News at the University of New Brunswick

Pincombe s Legacy includes both History of Moncton and Aid for Students

Author: Communications

Posted on Aug 24, 2011

Category: UNB Fredericton , UNB Saint John , myUNB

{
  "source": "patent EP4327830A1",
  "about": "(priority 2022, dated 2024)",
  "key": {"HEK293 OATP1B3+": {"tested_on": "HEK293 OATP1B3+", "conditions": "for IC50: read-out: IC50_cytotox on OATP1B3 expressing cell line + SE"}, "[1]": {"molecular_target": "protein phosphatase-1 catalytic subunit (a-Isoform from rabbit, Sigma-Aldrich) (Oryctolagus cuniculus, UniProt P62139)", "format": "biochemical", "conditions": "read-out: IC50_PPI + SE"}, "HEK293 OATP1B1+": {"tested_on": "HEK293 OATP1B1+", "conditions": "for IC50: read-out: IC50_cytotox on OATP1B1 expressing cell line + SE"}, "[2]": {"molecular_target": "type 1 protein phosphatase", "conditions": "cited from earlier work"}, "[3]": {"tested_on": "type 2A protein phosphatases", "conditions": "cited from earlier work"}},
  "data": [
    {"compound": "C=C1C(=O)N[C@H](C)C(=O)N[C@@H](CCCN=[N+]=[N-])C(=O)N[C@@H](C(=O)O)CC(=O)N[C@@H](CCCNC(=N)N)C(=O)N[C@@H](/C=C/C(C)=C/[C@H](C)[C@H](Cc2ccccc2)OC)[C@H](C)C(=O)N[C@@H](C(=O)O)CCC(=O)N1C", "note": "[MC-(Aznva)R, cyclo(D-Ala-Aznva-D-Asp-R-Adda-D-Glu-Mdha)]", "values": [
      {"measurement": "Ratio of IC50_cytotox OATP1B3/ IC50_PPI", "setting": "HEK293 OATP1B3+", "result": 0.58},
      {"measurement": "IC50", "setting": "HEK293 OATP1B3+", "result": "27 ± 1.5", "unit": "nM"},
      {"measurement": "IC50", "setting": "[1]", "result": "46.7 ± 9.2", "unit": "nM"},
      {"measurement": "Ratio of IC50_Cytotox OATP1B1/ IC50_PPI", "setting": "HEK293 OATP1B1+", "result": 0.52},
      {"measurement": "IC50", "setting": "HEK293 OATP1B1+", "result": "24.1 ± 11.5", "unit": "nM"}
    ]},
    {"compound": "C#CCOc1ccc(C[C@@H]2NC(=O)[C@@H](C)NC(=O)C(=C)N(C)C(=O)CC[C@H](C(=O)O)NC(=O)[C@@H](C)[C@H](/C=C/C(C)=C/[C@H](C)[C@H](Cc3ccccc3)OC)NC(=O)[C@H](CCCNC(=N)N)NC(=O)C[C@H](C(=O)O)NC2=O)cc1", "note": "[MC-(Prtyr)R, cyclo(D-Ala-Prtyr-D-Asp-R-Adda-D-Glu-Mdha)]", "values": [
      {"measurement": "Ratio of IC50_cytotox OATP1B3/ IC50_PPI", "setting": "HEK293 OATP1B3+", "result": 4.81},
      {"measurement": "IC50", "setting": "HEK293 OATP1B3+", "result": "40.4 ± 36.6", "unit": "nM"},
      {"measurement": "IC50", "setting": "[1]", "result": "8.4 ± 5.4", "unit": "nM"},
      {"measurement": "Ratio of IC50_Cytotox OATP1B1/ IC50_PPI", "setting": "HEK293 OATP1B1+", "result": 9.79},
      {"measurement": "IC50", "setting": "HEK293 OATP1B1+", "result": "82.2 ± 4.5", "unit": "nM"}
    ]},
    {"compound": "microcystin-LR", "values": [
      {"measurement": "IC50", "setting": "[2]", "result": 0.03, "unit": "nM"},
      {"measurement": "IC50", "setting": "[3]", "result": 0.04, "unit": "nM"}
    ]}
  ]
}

Alex Pincombe, BEd’61, BA’66, MA’69, is well-known as a historian in New Brunswick, but he should also be remembered as a generous benefactor of education. In his will, he included significant support for the C. Alexander Pincombe Memorial Fund to help UNB students in financial need. “This has been an extremely positive resource for the Financial Aid Office,” says its director, Shelly Clayton. “It has literally made the difference between students staying at university and having to leave. Without the Pincombe Fund, we would not be able to sustain students in emergency situations.” While open to all students with Canadian citizenship, preference can be given to students from Southeastern New Brunswick. Support for students from that part of the province should come as no surprise to anyone familiar with Mr. Pincombe’s life and work. Born and raised in Moncton, he is considered the city’s foremost historian, working on the complete history of Moncton up until the time of his death. His master’s thesis at UNB was in a similar vein, completing an academic career that included three UNB degrees, and solidifying his relationship with the university. In a 1984 letter to then-president Dr. James Downey, Mr. Pincombe says, “I deeply appreciated your recent letter, particularly the news of Dr. Bailey. You are right, when you mentioned my deep interest in UNB. So many of the Faculty were so kind and of great assistance to me.” Indeed, Pincombe acknowledges Dr. A. G. Bailey, long-time UNB history professor and administrator, for his help in reviewing the manuscript for The Birth of A Province, another of Pincombe’s many published works on Atlantic Canadian history. In addition to writing about history, he actively pursued public education of the past, ensuring that Moncton’s Free Meeting House was preserved and the Moncton Museum constructed. He taught at Moncton High School for a decade, and later at the New Brunswick Community College. A former student, Judith MacPherson, LLB’75, remembers his teaching effectiveness: “He took a keen interest in his students and the subject matter, which engendered high regard for him among students.” His impact stretched well beyond the classroom walls, as described by UNB president Dr. Eddy Campbell.  “Alex Pincombe certainly made his mark on this province and Moncton, in particular. His generosity to our institution and to students facing financial hardship adds a deeper layer to his already impressive legacy, one for which we are extremely grateful.”